##### The Stratford Board of Education answers the question, “What is technology integration?”

*Integration is an instructional choice that generally includes collaboration and deliberate planning—and always requires a classroom teacher’s participation. It cannot be legislated through curriculum guides nor will it happen spontaneously. Someone with vision—an administrator, a teacher, or a specialist—needs to model, encourage, and enable integration, ***but only a classroom teacher can integrate technology with content-area teaching.**

I added the bold. Yep, fits with the reading and conversations of this class. But how to coordinate school wide? How do these classroom teachers who are working toward integration encourage or even find “someone with a vision”?

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These are the terms that Stratford uses for technology integration: Introduce, reinforce, extend, enrich, assess, and remediate. Immediately I thought, well, these are terms that historically describe any teacher’s role! So is this applying “new ideas” (the tech), to an “old way”? Hmmmm

When I compare the Technology Integration Matix with the SAMR model, I find the Matrix more detailed (almost overly so!) which gives me a better picture of where I stand with integration of technology. What I learned though, is that my integration level is all over the place. Here are some examples that stood out:

Entry Level:

- Students receive information from the teacher or from other sources. Students may be watching an instructional video on a website or using a computer program for “drill and practice” activities.

Adoption

- The setting includes access to technology tools that allow students to plan, monitor, and evaluate their work.

Adaptation

- The setting includes access to information outside of school and primary source materials.

Infusion

- The teacher guides, informs, and contextualizes student choices of technology tools and is flexible and open to student ideas. Lessons are structured so that student use of technology is self-directed.

Transformation

- The setting includes robust access to a wide variety of technology tools, robust access to online resources and communities, and the ability to publish new content online. (Not quite sure of the “robust” definition here…)

I think that this “all over the place” on the matrix makes sense given that teachers and students are “shifting” in their practices. The shift isn’t lock step or prescribed as we reach for that “Transformation” goal. Being able to find a “cell” that describes the current integration of the student, teacher, or environment gives us a place to start in assessing how to take the next step. The videos supplied for each subject area give clarity to the strands, which is quite helpful.

I like how the integration matrix is divided into the three categories of Environment, Teacher, and Student. I do however, think that the level of integration within the three categories is interdependent of the others and that there might be even some sort of sequence to follow. For example, doesn’t the right environment promote teacher and student integration and doesn’t much of student integration rely on the model and expectations of the teacher?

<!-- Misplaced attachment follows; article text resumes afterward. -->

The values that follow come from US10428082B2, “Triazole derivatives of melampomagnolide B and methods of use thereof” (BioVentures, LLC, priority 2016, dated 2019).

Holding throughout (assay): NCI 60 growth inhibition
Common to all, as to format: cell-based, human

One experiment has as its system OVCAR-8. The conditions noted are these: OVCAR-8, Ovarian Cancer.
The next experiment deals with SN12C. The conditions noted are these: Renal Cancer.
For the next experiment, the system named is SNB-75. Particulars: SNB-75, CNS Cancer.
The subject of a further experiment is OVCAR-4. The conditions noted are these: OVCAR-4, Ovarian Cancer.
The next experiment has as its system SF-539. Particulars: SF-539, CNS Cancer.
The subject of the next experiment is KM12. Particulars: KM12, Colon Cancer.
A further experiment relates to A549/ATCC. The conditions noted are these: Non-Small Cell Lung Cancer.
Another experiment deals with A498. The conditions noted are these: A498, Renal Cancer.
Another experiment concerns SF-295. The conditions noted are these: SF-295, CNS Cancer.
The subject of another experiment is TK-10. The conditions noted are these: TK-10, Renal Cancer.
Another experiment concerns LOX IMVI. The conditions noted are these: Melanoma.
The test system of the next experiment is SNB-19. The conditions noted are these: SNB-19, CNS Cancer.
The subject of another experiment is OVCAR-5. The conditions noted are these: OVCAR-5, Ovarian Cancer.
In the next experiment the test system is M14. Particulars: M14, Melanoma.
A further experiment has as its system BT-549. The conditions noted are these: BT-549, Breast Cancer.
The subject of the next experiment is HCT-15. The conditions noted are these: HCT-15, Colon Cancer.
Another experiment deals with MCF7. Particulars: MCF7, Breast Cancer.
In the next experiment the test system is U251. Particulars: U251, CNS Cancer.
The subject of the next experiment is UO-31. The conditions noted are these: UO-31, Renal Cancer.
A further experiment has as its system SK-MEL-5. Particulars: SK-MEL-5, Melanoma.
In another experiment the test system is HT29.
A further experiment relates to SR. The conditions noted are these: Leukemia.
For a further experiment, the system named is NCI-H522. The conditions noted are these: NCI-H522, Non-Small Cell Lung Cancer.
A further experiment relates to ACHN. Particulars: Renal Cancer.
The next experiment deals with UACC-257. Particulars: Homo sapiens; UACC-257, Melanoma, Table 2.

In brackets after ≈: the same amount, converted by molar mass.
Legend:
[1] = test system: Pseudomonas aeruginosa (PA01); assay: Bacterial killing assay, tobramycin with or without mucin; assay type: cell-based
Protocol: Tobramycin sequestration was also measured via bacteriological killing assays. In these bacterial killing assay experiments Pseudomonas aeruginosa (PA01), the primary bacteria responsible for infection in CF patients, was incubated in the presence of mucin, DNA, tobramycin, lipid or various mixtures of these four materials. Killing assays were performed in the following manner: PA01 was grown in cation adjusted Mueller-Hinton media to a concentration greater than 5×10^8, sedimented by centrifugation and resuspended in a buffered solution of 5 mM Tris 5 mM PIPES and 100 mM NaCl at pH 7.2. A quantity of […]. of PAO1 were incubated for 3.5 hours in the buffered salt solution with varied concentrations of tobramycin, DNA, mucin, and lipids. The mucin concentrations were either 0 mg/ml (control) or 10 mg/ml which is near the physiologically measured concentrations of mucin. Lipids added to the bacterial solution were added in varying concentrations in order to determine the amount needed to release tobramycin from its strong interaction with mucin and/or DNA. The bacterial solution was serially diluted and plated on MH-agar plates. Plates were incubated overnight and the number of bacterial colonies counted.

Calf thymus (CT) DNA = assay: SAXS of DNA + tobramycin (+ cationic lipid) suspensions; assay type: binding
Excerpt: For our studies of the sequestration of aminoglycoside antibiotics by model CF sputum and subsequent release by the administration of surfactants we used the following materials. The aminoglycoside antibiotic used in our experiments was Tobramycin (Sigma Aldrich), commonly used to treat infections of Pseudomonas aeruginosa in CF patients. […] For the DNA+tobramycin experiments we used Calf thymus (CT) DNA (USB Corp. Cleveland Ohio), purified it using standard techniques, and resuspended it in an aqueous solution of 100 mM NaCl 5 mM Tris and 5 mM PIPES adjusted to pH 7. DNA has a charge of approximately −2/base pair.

As always, when I am throwing my random thoughts onto this blog, many questions arise: Does the overwhelming scope of the matrix limit it’s use? Will the “transformation” column transform/look different as integration increases and technology changes? When are video examples updated? Do my colleagues know about this matrix?

***

I got lucky during the last class when I was playing “follow the links” in searching for some math cast examples. After fruitless searches for Middle School math blogs to follow, I found one and on the blog was a linked BUNDLE of blogs to add to your reader! So I grabbed them all, (Sorry, in my treasure hunt I got lost and forgot where I found the bundle…)

I have been doing some reading from these math blogs, and one title caught my eye for this week, “

Technology Engagement for Math Integration” by Dan Bodwin. His blog is highly relevant in that he teaches 6th grade math and that he has TONS of tech ideas to share from iPad use, homework checks, communication, and using a standards bases assessment system. As I continue to reflect on my use of technology and work toward goals of greater integration, I find that studying just one teacher’s program at a time and getting the big picture of how they are embedding the tech, gives me perspective, inspiration, and jumping off points.

I like your added bold to the quote. Schools can hire all the Integration/facilitator/coordinator/coaches they want at the end of the day….the teacher is the only one who can decide on integration. It’s great to have help, and it’s there if you need/want it. But that’s all it is is help.

I agree that sharing is the most important part of learning. Glad to see you studying what others are doing and figuring out ways that this or that piece might fit into your classroom….I believe we call that learning?

Ok, so now I’m writing this comment for a second time– the first comment was “spammy” and no matter how many times I reworded things or used different browsers, it wouldn’t post. Ugh!

Anyways, I agree with what you’ve written. I think Stratford and Jeff make great points about the classroom teacher being the one who has to decide to add technology within their curriculum. The Florida matrix is a great reference tool and I hope to take my continuum and appendix down that road eventually.